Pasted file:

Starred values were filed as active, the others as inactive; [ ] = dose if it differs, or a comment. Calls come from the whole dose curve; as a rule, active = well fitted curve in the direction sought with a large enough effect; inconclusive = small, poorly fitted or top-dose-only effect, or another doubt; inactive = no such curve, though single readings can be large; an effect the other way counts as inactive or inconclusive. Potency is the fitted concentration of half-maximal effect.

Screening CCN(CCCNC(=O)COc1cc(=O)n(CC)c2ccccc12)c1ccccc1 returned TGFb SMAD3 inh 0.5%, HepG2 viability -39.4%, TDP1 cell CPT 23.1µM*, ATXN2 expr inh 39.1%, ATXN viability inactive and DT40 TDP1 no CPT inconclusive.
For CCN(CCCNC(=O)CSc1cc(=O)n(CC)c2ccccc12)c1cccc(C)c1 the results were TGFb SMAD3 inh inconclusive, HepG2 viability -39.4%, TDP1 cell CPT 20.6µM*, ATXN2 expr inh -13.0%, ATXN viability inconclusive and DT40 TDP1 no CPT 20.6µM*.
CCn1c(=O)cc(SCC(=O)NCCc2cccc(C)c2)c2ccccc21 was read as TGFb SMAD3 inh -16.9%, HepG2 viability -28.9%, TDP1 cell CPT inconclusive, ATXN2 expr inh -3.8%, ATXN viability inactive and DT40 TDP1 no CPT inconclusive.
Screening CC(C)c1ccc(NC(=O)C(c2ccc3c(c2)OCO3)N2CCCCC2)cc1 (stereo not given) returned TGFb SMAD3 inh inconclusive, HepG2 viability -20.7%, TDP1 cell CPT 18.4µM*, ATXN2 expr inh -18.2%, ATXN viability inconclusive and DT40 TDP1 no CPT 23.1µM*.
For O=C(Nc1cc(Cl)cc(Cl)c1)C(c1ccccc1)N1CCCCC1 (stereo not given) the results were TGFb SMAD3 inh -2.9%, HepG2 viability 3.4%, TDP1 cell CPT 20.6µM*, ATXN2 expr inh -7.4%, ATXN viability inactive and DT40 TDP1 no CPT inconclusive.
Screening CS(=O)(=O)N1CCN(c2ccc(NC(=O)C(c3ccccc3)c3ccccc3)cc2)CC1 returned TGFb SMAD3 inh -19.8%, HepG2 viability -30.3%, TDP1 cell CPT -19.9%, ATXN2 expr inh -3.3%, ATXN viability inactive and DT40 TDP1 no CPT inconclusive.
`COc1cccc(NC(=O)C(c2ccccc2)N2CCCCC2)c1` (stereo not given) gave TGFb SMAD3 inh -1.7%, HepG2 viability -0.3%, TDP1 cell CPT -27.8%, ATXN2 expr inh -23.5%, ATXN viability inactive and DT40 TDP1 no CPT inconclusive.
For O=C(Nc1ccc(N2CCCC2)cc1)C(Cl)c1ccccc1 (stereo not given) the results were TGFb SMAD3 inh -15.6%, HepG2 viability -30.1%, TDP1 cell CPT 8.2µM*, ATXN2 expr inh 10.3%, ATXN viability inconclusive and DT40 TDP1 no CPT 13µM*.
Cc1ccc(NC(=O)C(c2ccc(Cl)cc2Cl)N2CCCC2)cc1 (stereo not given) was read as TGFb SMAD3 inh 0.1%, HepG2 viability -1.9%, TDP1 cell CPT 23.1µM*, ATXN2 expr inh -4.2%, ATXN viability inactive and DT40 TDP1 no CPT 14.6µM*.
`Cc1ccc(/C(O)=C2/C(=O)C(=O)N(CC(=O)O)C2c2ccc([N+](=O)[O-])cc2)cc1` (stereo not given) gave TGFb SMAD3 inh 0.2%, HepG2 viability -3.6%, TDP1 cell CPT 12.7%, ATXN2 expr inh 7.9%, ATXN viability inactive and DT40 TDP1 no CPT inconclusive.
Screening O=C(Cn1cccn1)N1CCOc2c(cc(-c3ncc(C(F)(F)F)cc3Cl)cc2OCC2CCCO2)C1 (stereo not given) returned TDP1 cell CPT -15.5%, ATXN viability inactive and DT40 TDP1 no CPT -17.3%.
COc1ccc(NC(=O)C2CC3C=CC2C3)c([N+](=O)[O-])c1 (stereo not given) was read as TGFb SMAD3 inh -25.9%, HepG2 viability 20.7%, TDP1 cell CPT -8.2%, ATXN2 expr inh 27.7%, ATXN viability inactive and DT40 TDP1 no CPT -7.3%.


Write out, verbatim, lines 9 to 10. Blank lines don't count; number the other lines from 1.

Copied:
For O=C(Nc1ccc(N2CCCC2)cc1)C(Cl)c1ccccc1 (stereo not given) the results were TGFb SMAD3 inh -15.6%, HepG2 viability -30.1%, TDP1 cell CPT 8.2µM*, ATXN2 expr inh 10.3%, ATXN viability inconclusive and DT40 TDP1 no CPT 13µM*.
Cc1ccc(NC(=O)C(c2ccc(Cl)cc2Cl)N2CCCC2)cc1 (stereo not given) was read as TGFb SMAD3 inh 0.1%, HepG2 viability -1.9%, TDP1 cell CPT 23.1µM*, ATXN2 expr inh -4.2%, ATXN viability inactive and DT40 TDP1 no CPT 14.6µM*.